Archive for March 2013 | Monthly archive page
Cal DeCora was one of my first saddle customers after I moved to Salmon, Idaho twenty-nine years ago (1 April 1984). Recently he brought the last two saddles I made him in to be cleaned and oiled. One of the benefits of longevity in the saddle biz is that you get to see how saddles are working for folks under heavy use. I offer a free cleaning and oiling after the first season of use in part for this reason. Sometimes it takes a long time for customers to take me up on the offer. These two saddles have rawhide cantle bindings on them. Some have said that rawhide belongs on live cattle and saddle trees… and I’m certainly not thrilled about rawhide trim on saddles. The problem lies in the fact that rawhide doesn’t want to stay where you put it unless it is contained in some way. On standard bindings whether rawhide or leather, I always shape them in a way that they follow the plane of the face of the rim of the cantle rather than following the back of the cantle straight up. This ensures that the binding does not increase the dish of the cantle which can be a problem at the corners of the cantle where there is contact with the upper thigh. A rawhide binding will roll forward as it contracts over time causing even more problems with increased dish. Laying the cantle binding back a bit will help prevent this. Another way I’ve been able to avoid this problem is overlaying a cantle back cover that is scalloped near the rim of the binding. Each scallop is pinned with an escutcheon pin that is tapped into the rawhide/leather just above the stitch line on the back side of the binding. This seems to ‘hold’ the binding from rolling forward. The first saddle made for Cal I did none of this with less than satisfactory results. This is one of things I look for when asked to evaluate saddles with standard bindings: Make sure your binding does not increase the dish of the cantle.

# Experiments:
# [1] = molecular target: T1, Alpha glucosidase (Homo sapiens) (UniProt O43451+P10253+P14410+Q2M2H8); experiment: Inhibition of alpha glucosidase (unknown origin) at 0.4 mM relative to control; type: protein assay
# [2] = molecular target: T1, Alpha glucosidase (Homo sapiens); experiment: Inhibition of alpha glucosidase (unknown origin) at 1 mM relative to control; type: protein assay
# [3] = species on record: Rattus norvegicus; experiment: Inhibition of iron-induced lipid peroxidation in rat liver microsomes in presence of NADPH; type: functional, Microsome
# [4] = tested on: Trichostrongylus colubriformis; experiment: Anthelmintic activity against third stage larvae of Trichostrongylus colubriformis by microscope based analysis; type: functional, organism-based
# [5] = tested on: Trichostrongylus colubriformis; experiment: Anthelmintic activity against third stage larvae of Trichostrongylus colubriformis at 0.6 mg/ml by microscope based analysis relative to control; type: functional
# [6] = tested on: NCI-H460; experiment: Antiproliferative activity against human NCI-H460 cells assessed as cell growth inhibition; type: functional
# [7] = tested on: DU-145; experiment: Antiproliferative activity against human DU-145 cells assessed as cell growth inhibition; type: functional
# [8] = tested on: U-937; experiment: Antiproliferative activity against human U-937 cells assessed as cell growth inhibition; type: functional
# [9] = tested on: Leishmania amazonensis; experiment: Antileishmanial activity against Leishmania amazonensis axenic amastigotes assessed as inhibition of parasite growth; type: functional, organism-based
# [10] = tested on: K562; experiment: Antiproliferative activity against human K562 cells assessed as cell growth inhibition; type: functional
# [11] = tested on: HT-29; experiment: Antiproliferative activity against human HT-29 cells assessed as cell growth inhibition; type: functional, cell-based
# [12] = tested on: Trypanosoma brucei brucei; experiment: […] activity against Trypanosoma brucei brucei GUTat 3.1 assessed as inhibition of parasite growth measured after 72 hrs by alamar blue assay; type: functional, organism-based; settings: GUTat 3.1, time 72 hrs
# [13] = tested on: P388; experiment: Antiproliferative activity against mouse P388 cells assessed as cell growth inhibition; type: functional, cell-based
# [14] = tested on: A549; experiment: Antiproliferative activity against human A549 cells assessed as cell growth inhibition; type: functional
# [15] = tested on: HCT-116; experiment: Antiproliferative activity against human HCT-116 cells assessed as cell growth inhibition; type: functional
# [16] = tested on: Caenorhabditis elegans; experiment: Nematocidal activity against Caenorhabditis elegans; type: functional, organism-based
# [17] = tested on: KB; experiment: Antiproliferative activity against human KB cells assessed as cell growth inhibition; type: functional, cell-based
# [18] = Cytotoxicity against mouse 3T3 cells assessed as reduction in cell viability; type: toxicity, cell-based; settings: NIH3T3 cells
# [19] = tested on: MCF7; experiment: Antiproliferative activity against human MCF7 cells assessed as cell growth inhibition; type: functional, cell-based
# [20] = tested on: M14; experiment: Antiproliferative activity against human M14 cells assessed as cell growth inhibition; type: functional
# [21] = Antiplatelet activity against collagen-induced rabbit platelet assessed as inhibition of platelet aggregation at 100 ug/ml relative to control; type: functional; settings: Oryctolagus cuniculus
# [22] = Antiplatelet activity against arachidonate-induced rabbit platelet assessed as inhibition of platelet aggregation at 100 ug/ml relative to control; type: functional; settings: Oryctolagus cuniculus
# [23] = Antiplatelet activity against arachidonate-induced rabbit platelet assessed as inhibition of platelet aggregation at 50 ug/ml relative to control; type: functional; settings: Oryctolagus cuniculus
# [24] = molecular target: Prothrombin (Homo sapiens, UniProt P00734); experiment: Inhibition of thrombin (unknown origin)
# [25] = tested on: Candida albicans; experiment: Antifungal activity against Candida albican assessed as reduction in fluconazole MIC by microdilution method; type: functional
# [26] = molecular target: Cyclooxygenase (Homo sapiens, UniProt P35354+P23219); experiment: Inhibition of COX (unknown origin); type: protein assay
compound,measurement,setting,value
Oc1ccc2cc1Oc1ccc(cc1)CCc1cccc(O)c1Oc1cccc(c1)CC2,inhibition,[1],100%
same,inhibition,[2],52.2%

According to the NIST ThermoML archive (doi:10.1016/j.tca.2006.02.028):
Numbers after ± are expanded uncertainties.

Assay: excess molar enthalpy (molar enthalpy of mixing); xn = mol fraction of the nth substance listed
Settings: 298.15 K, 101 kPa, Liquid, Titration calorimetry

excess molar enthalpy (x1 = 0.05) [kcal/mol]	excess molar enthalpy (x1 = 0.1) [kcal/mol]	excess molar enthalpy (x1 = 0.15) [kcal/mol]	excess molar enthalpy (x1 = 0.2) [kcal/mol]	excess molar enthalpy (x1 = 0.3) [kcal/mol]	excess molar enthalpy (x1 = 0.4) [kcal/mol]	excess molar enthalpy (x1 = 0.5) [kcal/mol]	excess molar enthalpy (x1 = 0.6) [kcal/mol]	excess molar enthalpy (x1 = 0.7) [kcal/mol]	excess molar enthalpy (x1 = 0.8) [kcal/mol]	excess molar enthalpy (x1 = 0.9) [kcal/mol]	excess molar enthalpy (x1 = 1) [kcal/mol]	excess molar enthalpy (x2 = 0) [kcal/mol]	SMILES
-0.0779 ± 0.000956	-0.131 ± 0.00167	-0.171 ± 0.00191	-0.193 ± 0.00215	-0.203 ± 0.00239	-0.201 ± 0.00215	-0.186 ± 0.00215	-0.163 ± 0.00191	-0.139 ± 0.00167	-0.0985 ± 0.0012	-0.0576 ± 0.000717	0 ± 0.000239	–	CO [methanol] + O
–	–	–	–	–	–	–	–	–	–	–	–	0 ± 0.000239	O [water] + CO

I finally replaced my broken ax handle so that I could split some kindling for my stove in the shop. Working on that ax head reminded me of an analogy that I used in a speech delivered to a Toastmasters International group some twenty years ago. When you’re getting started, sometimes you pick up your ax and begin flailing at the wood, not bothering to check which end of the head you are using. After trying to cut wood with the blunt end, one day you realize that things would run a whole lot better if you would turn the head over. We’re never too old to discover the sharp end of the ax.
Thanks to Dr. Morgan McArthur DVM, a great friend who persisted in getting me into Toastmasters way back when and recommending so many great book titles to me. He is one of many who have helped me discover that the ax does have a sharp end.